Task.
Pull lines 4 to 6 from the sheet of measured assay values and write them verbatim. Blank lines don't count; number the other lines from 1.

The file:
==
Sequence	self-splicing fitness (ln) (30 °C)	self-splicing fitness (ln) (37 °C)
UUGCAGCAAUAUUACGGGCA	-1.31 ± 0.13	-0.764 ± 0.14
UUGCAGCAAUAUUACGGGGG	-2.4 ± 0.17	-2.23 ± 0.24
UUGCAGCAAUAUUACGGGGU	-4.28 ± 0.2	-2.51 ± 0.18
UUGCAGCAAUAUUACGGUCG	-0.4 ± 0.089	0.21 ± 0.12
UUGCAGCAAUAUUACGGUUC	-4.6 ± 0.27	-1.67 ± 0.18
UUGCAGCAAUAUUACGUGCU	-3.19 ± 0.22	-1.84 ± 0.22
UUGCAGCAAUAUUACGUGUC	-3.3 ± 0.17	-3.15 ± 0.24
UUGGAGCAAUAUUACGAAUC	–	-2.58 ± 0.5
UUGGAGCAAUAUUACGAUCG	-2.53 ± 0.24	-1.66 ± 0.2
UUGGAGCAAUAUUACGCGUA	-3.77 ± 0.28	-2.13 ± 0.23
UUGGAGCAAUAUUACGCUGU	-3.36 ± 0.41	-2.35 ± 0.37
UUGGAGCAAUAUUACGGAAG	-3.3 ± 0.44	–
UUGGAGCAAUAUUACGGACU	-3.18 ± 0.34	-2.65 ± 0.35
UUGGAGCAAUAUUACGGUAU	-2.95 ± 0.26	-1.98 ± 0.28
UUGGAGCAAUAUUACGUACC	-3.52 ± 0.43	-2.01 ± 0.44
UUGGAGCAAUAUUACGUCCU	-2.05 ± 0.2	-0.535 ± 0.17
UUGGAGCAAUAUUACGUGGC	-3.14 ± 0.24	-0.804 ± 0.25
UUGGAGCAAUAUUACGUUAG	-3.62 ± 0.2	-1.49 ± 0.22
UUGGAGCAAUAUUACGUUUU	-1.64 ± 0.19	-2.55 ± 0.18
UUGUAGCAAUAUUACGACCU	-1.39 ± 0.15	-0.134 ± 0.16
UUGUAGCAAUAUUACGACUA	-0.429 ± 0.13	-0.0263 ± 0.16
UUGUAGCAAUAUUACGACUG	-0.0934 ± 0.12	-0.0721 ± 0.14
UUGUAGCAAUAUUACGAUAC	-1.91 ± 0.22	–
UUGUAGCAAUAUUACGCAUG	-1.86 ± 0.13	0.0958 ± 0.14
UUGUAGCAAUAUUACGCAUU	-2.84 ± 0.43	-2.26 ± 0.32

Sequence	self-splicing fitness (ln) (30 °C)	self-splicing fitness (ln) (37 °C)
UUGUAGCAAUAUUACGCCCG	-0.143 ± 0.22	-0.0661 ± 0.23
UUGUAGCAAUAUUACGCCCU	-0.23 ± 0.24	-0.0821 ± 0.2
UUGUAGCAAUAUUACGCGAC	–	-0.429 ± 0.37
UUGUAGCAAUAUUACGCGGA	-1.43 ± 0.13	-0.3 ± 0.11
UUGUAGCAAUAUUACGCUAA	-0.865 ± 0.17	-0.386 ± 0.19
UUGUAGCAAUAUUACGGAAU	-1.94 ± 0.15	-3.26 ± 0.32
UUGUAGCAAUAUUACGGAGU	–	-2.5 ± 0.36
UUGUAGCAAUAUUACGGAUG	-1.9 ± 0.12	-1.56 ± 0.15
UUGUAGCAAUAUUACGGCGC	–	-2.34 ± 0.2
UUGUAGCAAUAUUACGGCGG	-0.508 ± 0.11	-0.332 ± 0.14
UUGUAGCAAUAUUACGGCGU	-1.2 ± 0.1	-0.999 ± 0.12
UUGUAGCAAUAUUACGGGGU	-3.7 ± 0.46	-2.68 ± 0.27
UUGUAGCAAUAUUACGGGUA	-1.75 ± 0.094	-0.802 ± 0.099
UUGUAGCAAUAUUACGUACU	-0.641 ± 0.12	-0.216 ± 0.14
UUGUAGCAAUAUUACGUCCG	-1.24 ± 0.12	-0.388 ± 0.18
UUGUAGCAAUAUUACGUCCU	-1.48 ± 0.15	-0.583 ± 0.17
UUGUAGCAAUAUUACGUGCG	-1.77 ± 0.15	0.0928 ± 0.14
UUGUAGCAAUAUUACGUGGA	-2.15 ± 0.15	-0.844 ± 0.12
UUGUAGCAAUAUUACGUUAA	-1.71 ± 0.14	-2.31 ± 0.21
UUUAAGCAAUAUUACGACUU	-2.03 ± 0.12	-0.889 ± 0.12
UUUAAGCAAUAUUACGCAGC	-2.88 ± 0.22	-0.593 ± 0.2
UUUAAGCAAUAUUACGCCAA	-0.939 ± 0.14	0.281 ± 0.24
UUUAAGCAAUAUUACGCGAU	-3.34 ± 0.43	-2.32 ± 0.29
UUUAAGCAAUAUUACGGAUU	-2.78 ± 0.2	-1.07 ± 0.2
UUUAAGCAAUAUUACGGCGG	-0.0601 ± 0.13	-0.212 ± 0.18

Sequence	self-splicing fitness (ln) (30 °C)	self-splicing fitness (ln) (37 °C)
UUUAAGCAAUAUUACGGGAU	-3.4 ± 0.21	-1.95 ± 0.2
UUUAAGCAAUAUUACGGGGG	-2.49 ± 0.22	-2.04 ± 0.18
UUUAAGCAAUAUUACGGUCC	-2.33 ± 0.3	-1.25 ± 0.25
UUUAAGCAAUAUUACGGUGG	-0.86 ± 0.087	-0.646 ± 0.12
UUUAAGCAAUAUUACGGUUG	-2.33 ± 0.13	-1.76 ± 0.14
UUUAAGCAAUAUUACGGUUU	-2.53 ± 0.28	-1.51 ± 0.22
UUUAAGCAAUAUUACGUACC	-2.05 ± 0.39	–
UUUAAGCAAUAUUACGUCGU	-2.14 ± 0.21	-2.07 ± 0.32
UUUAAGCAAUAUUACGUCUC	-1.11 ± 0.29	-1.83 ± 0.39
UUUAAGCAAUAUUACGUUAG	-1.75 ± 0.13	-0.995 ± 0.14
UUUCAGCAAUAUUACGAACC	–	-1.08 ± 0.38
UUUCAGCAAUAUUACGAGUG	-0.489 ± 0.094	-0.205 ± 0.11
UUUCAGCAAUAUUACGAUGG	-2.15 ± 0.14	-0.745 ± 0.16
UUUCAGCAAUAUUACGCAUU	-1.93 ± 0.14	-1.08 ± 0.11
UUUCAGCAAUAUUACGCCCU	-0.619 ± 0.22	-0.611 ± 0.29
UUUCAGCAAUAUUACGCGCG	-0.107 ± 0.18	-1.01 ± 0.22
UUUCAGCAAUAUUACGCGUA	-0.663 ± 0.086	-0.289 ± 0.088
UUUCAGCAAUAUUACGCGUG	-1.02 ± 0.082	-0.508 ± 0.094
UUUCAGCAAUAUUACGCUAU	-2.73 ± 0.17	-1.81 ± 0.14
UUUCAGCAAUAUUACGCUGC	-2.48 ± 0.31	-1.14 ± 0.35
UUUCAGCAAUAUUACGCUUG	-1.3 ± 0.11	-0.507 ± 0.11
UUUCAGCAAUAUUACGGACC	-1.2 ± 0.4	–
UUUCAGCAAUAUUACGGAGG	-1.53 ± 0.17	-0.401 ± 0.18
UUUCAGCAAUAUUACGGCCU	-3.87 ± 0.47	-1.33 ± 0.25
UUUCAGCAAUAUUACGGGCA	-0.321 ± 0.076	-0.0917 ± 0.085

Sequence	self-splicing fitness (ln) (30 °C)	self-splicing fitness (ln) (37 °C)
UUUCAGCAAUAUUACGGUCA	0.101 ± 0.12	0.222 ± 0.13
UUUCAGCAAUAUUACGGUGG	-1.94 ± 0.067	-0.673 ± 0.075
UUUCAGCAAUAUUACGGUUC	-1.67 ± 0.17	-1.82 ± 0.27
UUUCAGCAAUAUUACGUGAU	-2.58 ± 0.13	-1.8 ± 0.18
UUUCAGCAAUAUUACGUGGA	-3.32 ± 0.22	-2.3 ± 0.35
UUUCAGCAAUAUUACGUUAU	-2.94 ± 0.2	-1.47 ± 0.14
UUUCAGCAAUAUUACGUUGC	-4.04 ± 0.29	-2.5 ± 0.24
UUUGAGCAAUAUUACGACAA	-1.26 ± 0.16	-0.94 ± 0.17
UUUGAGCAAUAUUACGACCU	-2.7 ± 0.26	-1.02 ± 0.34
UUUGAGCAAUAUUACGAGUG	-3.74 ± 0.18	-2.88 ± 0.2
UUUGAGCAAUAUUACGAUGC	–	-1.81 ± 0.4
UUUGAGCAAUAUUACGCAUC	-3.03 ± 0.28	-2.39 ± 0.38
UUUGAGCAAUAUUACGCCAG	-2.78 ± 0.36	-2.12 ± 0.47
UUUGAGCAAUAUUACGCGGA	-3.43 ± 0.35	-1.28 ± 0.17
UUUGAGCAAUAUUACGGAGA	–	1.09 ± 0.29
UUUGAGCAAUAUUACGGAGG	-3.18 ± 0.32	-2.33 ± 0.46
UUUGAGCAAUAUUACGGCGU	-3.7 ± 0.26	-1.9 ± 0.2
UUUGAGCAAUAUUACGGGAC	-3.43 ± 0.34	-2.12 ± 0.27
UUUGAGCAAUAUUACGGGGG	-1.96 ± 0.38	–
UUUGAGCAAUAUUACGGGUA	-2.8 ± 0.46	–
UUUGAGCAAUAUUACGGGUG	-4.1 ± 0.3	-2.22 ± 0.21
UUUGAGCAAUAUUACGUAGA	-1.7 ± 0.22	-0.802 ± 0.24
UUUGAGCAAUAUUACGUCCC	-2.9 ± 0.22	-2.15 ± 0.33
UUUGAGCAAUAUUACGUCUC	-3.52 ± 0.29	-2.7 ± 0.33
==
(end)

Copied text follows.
UUGCAGCAAUAUUACGGGGU	-4.28 ± 0.2	-2.51 ± 0.18
UUGCAGCAAUAUUACGGUCG	-0.4 ± 0.089	0.21 ± 0.12
UUGCAGCAAUAUUACGGUUC	-4.6 ± 0.27	-1.67 ± 0.18